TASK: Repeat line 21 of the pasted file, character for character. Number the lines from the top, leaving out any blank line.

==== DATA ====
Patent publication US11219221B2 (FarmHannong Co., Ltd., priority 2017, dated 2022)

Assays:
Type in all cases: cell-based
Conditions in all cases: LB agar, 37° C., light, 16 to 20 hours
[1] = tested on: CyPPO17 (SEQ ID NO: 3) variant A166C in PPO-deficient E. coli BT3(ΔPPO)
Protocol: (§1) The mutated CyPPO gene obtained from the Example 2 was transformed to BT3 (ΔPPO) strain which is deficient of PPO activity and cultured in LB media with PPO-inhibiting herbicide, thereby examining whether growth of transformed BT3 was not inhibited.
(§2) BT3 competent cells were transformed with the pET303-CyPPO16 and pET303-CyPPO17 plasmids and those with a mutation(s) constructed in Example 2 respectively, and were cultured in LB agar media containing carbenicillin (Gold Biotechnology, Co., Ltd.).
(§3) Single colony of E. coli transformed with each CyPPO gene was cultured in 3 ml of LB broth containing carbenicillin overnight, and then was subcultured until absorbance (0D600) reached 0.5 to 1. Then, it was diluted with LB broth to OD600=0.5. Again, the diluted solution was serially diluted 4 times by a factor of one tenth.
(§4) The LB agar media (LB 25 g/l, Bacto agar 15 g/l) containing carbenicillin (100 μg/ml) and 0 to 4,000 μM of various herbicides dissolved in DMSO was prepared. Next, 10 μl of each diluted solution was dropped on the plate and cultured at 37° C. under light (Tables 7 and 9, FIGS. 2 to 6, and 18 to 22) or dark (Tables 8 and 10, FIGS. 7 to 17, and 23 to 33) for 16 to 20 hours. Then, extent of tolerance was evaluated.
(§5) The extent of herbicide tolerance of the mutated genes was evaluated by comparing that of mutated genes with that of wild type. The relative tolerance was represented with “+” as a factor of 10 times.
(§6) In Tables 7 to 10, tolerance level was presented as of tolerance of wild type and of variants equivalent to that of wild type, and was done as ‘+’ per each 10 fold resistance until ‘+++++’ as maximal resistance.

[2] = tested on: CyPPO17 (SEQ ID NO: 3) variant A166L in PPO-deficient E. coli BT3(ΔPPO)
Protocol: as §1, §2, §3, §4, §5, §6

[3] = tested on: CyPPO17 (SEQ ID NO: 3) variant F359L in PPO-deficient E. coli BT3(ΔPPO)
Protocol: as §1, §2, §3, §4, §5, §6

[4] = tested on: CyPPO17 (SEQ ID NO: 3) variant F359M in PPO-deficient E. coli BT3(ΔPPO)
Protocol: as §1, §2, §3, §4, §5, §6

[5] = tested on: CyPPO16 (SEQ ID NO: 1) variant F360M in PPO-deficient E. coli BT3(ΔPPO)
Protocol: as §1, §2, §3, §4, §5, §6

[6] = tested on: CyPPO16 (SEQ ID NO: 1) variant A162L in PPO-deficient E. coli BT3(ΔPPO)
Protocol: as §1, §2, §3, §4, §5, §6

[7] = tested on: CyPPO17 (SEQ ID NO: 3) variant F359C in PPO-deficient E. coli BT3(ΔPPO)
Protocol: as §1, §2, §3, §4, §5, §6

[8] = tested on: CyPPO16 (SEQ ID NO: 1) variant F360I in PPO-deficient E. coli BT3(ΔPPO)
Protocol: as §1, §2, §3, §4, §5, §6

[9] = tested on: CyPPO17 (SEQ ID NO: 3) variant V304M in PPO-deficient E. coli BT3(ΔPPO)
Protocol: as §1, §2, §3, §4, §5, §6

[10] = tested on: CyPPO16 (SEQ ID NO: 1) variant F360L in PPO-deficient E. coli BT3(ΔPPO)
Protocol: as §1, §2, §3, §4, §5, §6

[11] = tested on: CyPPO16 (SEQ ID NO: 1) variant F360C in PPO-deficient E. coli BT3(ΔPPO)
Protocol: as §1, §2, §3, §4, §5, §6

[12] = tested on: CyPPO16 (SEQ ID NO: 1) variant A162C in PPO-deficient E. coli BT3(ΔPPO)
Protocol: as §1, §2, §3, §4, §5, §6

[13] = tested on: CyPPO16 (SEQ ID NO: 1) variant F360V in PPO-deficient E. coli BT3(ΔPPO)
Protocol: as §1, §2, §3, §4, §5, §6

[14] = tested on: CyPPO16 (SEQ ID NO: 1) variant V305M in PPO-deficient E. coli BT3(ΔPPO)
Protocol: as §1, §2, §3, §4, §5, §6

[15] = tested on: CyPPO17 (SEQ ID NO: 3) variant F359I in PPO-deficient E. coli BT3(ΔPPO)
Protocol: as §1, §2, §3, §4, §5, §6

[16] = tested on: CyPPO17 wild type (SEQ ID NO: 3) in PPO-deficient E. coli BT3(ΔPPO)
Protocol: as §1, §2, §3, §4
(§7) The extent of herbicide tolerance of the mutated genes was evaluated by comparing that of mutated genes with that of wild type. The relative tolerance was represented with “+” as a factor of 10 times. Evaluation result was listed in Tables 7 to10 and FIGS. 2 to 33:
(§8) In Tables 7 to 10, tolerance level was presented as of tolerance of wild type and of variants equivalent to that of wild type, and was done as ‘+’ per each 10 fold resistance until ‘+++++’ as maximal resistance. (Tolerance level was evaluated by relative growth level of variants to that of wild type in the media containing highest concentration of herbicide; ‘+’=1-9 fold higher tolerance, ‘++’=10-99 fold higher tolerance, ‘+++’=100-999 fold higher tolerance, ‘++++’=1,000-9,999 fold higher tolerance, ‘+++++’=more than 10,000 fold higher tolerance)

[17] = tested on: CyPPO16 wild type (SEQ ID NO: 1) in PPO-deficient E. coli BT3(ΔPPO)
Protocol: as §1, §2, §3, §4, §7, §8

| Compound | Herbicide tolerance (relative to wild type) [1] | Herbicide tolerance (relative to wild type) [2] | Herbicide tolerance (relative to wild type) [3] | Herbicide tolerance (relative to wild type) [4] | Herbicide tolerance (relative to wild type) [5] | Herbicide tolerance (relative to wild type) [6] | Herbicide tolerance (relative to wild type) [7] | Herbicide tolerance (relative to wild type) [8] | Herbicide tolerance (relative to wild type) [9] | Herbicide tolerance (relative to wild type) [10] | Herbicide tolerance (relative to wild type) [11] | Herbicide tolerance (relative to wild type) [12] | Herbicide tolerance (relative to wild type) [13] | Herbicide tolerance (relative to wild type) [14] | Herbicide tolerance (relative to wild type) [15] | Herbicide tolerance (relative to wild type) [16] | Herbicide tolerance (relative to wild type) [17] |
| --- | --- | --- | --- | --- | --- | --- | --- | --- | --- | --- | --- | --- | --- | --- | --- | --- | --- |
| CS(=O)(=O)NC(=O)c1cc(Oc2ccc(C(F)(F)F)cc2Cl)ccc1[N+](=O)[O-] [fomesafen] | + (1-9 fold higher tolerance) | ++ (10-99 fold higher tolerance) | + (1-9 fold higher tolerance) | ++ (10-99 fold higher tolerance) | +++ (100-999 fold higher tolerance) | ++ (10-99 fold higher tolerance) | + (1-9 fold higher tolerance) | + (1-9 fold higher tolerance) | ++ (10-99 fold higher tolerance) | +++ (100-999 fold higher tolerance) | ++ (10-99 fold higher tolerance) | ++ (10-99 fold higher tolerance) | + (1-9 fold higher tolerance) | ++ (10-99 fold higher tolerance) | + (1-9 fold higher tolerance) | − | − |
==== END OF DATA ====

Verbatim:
Protocol: as §1, §2, §3, §4, §5, §6